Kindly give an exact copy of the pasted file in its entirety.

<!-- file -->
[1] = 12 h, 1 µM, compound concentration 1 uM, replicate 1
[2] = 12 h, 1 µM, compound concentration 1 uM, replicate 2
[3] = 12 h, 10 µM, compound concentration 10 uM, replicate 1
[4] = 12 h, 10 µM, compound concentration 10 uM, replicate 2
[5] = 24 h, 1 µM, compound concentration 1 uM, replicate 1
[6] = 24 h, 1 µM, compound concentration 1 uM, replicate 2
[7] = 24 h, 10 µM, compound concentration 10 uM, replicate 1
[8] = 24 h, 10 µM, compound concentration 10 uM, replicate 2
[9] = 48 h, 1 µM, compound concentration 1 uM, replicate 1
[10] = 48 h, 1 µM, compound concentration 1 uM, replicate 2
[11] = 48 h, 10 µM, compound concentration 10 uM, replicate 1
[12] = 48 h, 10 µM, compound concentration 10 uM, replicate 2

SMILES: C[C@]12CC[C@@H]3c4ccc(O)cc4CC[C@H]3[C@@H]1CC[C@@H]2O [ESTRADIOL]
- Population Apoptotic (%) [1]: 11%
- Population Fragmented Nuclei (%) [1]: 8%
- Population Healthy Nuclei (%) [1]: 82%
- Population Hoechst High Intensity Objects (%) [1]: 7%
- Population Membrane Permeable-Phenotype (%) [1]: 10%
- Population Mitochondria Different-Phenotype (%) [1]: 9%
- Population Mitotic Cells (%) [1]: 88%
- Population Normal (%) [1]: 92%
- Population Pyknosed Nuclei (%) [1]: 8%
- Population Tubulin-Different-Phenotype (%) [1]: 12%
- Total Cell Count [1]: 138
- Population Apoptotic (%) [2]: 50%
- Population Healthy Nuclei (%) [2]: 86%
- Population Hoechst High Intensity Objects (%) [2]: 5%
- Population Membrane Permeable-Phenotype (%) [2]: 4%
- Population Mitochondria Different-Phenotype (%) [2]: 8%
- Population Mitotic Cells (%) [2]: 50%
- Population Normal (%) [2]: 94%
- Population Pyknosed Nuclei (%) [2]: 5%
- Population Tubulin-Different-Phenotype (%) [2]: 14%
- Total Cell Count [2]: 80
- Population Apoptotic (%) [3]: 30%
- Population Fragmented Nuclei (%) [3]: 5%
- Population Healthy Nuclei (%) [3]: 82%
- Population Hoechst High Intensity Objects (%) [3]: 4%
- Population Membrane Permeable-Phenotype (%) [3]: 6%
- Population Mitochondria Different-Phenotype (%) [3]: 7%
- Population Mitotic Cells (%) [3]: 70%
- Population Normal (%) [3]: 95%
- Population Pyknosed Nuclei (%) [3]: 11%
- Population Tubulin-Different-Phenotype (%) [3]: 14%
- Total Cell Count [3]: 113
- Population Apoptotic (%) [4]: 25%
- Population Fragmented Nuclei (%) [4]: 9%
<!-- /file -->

[1] = 12 h, 1 µM, compound concentration 1 uM, replicate 1
[2] = 12 h, 1 µM, compound concentration 1 uM, replicate 2
[3] = 12 h, 10 µM, compound concentration 10 uM, replicate 1
[4] = 12 h, 10 µM, compound concentration 10 uM, replicate 2
[5] = 24 h, 1 µM, compound concentration 1 uM, replicate 1
[6] = 24 h, 1 µM, compound concentration 1 uM, replicate 2
[7] = 24 h, 10 µM, compound concentration 10 uM, replicate 1
[8] = 24 h, 10 µM, compound concentration 10 uM, replicate 2
[9] = 48 h, 1 µM, compound concentration 1 uM, replicate 1
[10] = 48 h, 1 µM, compound concentration 1 uM, replicate 2
[11] = 48 h, 10 µM, compound concentration 10 uM, replicate 1
[12] = 48 h, 10 µM, compound concentration 10 uM, replicate 2

SMILES: C[C@]12CC[C@@H]3c4ccc(O)cc4CC[C@H]3[C@@H]1CC[C@@H]2O [ESTRADIOL]
- Population Apoptotic (%) [1]: 11%
- Population Fragmented Nuclei (%) [1]: 8%
- Population Healthy Nuclei (%) [1]: 82%
- Population Hoechst High Intensity Objects (%) [1]: 7%
- Population Membrane Permeable-Phenotype (%) [1]: 10%
- Population Mitochondria Different-Phenotype (%) [1]: 9%
- Population Mitotic Cells (%) [1]: 88%
- Population Normal (%) [1]: 92%
- Population Pyknosed Nuclei (%) [1]: 8%
- Population Tubulin-Different-Phenotype (%) [1]: 12%
- Total Cell Count [1]: 138
- Population Apoptotic (%) [2]: 50%
- Population Healthy Nuclei (%) [2]: 86%
- Population Hoechst High Intensity Objects (%) [2]: 5%
- Population Membrane Permeable-Phenotype (%) [2]: 4%
- Population Mitochondria Different-Phenotype (%) [2]: 8%
- Population Mitotic Cells (%) [2]: 50%
- Population Normal (%) [2]: 94%
- Population Pyknosed Nuclei (%) [2]: 5%
- Population Tubulin-Different-Phenotype (%) [2]: 14%
- Total Cell Count [2]: 80
- Population Apoptotic (%) [3]: 30%
- Population Fragmented Nuclei (%) [3]: 5%
- Population Healthy Nuclei (%) [3]: 82%
- Population Hoechst High Intensity Objects (%) [3]: 4%
- Population Membrane Permeable-Phenotype (%) [3]: 6%
- Population Mitochondria Different-Phenotype (%) [3]: 7%
- Population Mitotic Cells (%) [3]: 70%
- Population Normal (%) [3]: 95%
- Population Pyknosed Nuclei (%) [3]: 11%
- Population Tubulin-Different-Phenotype (%) [3]: 14%
- Total Cell Count [3]: 113
- Population Apoptotic (%) [4]: 25%
- Population Fragmented Nuclei (%) [4]: 9%